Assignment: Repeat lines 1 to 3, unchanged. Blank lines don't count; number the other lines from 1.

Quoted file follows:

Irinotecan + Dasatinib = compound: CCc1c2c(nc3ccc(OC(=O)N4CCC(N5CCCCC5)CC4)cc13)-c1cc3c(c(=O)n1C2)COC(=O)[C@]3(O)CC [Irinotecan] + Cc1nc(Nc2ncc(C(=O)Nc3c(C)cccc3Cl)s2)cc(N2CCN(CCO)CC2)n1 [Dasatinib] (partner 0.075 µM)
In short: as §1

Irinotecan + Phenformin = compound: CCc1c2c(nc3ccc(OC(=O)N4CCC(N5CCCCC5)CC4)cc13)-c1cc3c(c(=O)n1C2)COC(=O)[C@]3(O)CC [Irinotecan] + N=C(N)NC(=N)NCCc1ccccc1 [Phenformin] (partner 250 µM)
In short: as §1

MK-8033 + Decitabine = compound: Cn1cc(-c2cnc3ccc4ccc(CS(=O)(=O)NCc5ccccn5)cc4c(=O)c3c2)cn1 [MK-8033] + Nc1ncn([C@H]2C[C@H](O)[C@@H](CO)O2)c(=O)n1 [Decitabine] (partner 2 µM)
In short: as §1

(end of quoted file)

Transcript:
Irinotecan + Dasatinib = compound: CCc1c2c(nc3ccc(OC(=O)N4CCC(N5CCCCC5)CC4)cc13)-c1cc3c(c(=O)n1C2)COC(=O)[C@]3(O)CC [Irinotecan] + Cc1nc(Nc2ncc(C(=O)Nc3c(C)cccc3Cl)s2)cc(N2CCN(CCO)CC2)n1 [Dasatinib] (partner 0.075 µM)
In short: as §1

Irinotecan + Phenformin = compound: CCc1c2c(nc3ccc(OC(=O)N4CCC(N5CCCCC5)CC4)cc13)-c1cc3c(c(=O)n1C2)COC(=O)[C@]3(O)CC [Irinotecan] + N=C(N)NC(=N)NCCc1ccccc1 [Phenformin] (partner 250 µM)